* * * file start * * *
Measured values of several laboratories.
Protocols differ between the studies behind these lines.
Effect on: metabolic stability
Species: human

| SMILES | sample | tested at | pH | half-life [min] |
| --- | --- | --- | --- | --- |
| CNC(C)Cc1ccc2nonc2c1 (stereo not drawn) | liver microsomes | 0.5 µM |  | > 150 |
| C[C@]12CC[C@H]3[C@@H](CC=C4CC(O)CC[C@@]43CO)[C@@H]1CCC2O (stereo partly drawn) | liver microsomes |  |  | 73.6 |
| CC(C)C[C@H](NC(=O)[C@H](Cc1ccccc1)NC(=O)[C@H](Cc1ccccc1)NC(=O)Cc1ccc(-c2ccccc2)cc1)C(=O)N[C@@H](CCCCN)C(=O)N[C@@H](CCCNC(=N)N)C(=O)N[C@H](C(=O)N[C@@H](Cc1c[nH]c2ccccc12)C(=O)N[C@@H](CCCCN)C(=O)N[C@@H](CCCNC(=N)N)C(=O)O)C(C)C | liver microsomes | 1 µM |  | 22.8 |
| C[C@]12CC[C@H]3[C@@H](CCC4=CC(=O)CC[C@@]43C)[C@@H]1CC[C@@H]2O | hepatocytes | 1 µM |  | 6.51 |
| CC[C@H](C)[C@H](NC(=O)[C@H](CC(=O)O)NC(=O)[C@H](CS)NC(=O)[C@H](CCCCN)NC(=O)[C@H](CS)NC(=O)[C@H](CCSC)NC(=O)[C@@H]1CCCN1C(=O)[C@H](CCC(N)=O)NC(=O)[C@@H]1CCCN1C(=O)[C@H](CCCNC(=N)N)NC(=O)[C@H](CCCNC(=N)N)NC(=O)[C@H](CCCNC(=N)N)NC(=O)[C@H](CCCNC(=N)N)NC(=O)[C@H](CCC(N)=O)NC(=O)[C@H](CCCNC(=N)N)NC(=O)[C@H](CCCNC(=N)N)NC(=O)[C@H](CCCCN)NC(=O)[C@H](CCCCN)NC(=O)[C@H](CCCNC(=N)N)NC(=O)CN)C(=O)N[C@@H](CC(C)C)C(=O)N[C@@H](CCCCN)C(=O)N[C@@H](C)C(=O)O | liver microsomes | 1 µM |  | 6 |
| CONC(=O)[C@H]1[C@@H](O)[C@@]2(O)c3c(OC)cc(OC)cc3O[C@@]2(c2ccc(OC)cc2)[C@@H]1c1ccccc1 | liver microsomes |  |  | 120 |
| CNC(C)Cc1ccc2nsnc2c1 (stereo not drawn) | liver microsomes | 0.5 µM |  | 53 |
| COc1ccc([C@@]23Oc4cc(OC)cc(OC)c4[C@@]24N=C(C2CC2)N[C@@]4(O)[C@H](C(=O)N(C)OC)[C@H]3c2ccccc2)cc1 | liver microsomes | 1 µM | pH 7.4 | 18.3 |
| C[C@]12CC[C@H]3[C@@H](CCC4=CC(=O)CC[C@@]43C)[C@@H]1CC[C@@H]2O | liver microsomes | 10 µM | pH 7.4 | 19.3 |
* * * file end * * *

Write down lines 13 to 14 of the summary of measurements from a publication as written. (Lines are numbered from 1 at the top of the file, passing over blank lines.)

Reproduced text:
| CNC(C)Cc1ccc2nsnc2c1 (stereo not drawn) | liver microsomes | 0.5 µM |  | 53 |
| COc1ccc([C@@]23Oc4cc(OC)cc(OC)c4[C@@]24N=C(C2CC2)N[C@@]4(O)[C@H](C(=O)N(C)OC)[C@H]3c2ccccc2)cc1 | liver microsomes | 1 µM | pH 7.4 | 18.3 |